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Golem by David Wisniewski
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The illustrations in the book are very dark yet impressive by using the cut paper technique. While this is a picture book, the underlying message of provoking a being using magical powers beyond human control to protect an oppressed people is for an older audience, at least fourth grade. ( )
  Chafkins | Oct 21, 2016 |
Retold from traditional sources and accompanied by David Wisniewski's unique cut-paper illustrations, Golem is a dramatic tale of supernatural forces invoked to save an oppressed people. It also offers a thought-provoking look at the consequences of unleashing power beyond human control. The afterword discusses the legend of the golem and its roots in the history of the Jews. A Caldecott Medal Book.
This book would be good for folk tales, talking about historical oppression, imagery especially relating to color (i.e light vs. dark, big vs. small). It is a beautifully written and illustrated book. A craft activity to go with it could be something more artistic like creating a relief collage of their own, or something more scholastic like writing a new ending, or creating an argument as to whether or not the rabbi should have created the Golem in the first place.
  Sara1211 | Sep 5, 2016 |
I would use this book for a fourth or fifth grade class because of the length and the violence. I would use it to teach folk lore, and about the Jewish Traditions. it would be a good book to use to incorporate religious diversity and cultural diversity, especially if I had a Jewish student in my class.
  TaylorWebb | Mar 28, 2016 |
Fell in love with Wisniewski's illustrations in his book "Sundiata" and was happy to found out his "Golem" was awarded a Caldecott medal. Wonderful folktale about the Jewish people of Prague and the mythic creature of the golem, a giant made of clay summoned by a rabbi to defend his people. Cut paper illustrations are dynamic in composition, textures and color, with a lot of emotional content, pointing out author's theatrical background. I felt sorry for the Golem when he had to go back to lifeless clay after fulfilling his mission and savoring life.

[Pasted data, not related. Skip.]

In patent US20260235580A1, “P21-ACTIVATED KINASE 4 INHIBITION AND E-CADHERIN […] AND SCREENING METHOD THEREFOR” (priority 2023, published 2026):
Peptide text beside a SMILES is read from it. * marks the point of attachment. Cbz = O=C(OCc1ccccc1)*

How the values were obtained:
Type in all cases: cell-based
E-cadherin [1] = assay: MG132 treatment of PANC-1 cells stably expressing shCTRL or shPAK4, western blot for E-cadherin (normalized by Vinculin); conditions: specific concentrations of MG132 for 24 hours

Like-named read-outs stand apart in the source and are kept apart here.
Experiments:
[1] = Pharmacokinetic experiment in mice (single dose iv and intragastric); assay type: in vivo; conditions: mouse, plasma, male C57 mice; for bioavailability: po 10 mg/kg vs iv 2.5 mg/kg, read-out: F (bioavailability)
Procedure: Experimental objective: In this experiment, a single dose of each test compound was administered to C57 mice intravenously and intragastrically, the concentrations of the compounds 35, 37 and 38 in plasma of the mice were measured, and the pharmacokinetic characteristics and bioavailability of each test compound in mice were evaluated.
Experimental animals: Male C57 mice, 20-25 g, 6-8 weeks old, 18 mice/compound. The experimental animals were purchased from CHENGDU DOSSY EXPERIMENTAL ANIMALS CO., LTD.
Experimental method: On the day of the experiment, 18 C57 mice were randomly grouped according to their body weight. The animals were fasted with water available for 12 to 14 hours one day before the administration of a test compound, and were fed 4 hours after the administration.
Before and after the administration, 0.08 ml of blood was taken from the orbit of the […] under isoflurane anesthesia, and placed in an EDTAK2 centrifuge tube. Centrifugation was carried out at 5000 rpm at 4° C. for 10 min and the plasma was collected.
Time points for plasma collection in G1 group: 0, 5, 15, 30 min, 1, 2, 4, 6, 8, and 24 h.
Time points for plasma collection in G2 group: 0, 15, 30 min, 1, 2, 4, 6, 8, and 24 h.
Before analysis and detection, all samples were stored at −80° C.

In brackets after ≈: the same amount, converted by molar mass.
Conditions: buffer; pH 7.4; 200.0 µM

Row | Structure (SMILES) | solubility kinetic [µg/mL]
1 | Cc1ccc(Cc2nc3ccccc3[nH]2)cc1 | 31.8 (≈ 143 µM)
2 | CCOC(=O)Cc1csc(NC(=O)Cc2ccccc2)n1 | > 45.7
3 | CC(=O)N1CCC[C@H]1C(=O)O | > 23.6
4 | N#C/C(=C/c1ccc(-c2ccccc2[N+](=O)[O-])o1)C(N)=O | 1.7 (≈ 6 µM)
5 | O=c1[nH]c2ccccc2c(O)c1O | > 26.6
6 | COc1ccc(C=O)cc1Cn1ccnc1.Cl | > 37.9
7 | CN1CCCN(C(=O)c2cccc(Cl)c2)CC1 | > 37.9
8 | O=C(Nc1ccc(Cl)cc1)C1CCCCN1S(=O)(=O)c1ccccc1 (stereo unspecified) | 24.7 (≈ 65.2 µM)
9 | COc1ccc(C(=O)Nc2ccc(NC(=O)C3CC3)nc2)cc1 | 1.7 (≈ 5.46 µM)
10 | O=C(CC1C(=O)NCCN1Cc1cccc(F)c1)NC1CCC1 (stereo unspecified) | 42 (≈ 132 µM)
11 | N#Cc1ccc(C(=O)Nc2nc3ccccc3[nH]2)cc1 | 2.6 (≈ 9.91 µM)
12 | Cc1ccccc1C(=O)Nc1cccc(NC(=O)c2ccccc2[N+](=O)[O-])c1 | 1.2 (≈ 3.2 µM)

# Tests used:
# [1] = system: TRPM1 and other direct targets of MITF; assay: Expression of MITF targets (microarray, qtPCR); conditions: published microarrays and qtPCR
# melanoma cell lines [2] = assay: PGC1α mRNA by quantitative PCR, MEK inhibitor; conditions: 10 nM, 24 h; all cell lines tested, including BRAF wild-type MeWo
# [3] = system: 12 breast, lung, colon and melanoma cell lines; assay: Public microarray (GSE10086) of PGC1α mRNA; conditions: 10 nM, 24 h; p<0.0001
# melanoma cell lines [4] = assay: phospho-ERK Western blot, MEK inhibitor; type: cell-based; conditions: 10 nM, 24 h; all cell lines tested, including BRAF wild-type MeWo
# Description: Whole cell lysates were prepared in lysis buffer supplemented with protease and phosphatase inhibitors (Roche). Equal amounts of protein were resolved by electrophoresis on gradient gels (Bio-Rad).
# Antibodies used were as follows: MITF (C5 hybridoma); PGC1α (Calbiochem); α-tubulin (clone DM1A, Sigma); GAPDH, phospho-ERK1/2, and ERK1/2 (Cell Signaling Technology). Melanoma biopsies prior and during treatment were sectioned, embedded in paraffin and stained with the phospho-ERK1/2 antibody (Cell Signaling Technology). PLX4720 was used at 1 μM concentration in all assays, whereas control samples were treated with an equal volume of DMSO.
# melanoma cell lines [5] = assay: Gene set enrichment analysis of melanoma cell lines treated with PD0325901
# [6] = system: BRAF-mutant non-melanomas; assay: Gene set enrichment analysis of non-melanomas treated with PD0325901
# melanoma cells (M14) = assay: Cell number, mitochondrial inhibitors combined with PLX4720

Jlporrata75 | Mar 12, 2016 |
This book has some very good pictures in it which made it interesting. I really felt like they made the story come alive as I was reading it. I do not know anything about jewish culture so I thought it was interesting and very informative. ( )
  Kathleen.Foil | Feb 22, 2016 |
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c. 1 Brodell Family
c. 2 Cramer - Barash Family
c. 3 Michael & Debra Davis
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Amazon.com Amazon.com Review (ISBN 0395726182, Hardcover)

Golem is the Hebrew word for shapeless man. According to Jewish legend, the renowned scholar and teacher Rabbi Loew used his powers to create a Golem from clay in order to protect his people from persecution in the ghettos of 16th-century Prague. (This was the time of the Blood Lie, when hostile gentiles claimed that Jews were mixing the blood of Christian children with the flour and water of matzo.) David Wisniewski's cut-paper collage illustrations--which earned him the Caldecott Medal in 1997--are the ideal medium for portraying the stark black-and-white forces of good and evil, pride and prejudice, as well as the gray area that emerges when the tormented clay giant loses control of his anger. Echoing the tension and mood of Frankenstein, Wisniewski sends the tragic giant back to the blood red earth that birthed him. The historical note on the last page offers a broader context for the legend, ultimately comparing the creation of Golem to the emergence of Israel. (Ages 8 and older) --Gail Hudson

(retrieved from Amazon Thu, 12 Mar 2015 18:19:04 -0400)

A saintly rabbi miraculously brings to life a clay giant who helps him watch over the Jews of sixteenth-century Prague.

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